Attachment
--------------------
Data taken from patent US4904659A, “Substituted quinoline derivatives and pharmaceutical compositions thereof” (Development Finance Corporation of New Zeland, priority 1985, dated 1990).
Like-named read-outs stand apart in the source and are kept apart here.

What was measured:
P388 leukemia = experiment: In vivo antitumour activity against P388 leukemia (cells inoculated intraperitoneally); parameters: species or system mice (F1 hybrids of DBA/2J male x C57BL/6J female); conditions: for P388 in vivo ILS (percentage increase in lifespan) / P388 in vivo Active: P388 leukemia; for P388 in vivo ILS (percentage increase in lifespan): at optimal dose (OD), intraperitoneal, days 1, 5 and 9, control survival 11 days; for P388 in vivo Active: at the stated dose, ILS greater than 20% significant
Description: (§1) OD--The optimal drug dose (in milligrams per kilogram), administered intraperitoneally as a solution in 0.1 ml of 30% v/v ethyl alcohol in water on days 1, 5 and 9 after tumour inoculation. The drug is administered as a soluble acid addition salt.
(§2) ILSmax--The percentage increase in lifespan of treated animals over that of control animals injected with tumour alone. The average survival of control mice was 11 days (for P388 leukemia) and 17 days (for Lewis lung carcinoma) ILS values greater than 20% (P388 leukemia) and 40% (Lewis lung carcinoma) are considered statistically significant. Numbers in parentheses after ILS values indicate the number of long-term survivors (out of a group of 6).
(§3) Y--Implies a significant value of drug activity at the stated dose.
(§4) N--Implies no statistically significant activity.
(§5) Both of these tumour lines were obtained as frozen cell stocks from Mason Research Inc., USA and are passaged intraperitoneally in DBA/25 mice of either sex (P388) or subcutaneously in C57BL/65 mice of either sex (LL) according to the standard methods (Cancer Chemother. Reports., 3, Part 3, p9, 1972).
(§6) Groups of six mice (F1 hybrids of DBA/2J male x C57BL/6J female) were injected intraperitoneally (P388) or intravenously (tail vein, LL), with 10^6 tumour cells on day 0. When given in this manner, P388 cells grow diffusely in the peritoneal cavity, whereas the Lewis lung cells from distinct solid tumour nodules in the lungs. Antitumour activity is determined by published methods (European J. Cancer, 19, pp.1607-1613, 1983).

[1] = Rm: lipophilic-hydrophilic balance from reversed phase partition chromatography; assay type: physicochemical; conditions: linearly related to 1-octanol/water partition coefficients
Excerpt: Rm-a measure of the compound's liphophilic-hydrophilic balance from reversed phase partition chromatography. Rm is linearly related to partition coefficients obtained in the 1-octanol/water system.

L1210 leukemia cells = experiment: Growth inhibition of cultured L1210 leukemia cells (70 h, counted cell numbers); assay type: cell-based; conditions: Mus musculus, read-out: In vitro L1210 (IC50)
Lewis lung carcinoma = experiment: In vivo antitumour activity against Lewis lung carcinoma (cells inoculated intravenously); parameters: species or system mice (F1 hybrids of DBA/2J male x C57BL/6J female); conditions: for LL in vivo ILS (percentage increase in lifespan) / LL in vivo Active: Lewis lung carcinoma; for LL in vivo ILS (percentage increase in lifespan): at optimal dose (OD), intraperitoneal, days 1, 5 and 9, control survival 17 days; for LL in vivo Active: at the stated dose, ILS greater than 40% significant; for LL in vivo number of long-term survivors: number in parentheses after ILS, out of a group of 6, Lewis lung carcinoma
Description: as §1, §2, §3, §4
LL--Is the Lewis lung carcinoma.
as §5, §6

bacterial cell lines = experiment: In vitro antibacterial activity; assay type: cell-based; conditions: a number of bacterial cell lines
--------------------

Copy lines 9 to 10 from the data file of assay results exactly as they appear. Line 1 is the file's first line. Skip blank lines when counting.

(§5) Both of these tumour lines were obtained as frozen cell stocks from Mason Research Inc., USA and are passaged intraperitoneally in DBA/25 mice of either sex (P388) or subcutaneously in C57BL/65 mice of either sex (LL) according to the standard methods (Cancer Chemother. Reports., 3, Part 3, p9, 1972).
(§6) Groups of six mice (F1 hybrids of DBA/2J male x C57BL/6J female) were injected intraperitoneally (P388) or intravenously (tail vein, LL), with 10^6 tumour cells on day 0. When given in this manner, P388 cells grow diffusely in the peritoneal cavity, whereas the Lewis lung cells from distinct solid tumour nodules in the lungs. Antitumour activity is determined by published methods (European J. Cancer, 19, pp.1607-1613, 1983).